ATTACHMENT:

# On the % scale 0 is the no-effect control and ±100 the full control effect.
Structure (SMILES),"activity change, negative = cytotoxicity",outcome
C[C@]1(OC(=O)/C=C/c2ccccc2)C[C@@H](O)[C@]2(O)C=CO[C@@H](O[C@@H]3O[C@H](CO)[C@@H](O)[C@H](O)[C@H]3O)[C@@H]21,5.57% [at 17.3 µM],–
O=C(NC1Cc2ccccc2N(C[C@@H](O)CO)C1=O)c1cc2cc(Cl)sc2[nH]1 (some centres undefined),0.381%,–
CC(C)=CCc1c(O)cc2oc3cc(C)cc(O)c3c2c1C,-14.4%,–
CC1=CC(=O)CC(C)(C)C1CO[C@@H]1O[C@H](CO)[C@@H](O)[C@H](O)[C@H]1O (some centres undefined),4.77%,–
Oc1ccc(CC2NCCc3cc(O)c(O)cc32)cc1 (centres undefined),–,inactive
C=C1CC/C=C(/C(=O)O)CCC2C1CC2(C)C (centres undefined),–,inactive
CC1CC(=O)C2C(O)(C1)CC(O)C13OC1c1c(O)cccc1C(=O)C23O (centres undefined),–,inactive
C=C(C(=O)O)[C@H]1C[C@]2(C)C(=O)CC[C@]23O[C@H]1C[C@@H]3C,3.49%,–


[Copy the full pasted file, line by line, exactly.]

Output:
# On the % scale 0 is the no-effect control and ±100 the full control effect.
Structure (SMILES),"activity change, negative = cytotoxicity",outcome
C[C@]1(OC(=O)/C=C/c2ccccc2)C[C@@H](O)[C@]2(O)C=CO[C@@H](O[C@@H]3O[C@H](CO)[C@@H](O)[C@H](O)[C@H]3O)[C@@H]21,5.57% [at 17.3 µM],–
O=C(NC1Cc2ccccc2N(C[C@@H](O)CO)C1=O)c1cc2cc(Cl)sc2[nH]1 (some centres undefined),0.381%,–
CC(C)=CCc1c(O)cc2oc3cc(C)cc(O)c3c2c1C,-14.4%,–
CC1=CC(=O)CC(C)(C)C1CO[C@@H]1O[C@H](CO)[C@@H](O)[C@H](O)[C@H]1O (some centres undefined),4.77%,–
Oc1ccc(CC2NCCc3cc(O)c(O)cc32)cc1 (centres undefined),–,inactive
C=C1CC/C=C(/C(=O)O)CCC2C1CC2(C)C (centres undefined),–,inactive
CC1CC(=O)C2C(O)(C1)CC(O)C13OC1c1c(O)cccc1C(=O)C23O (centres undefined),–,inactive
C=C(C(=O)O)[C@H]1C[C@]2(C)C(=O)CC[C@]23O[C@H]1C[C@@H]3C,3.49%,–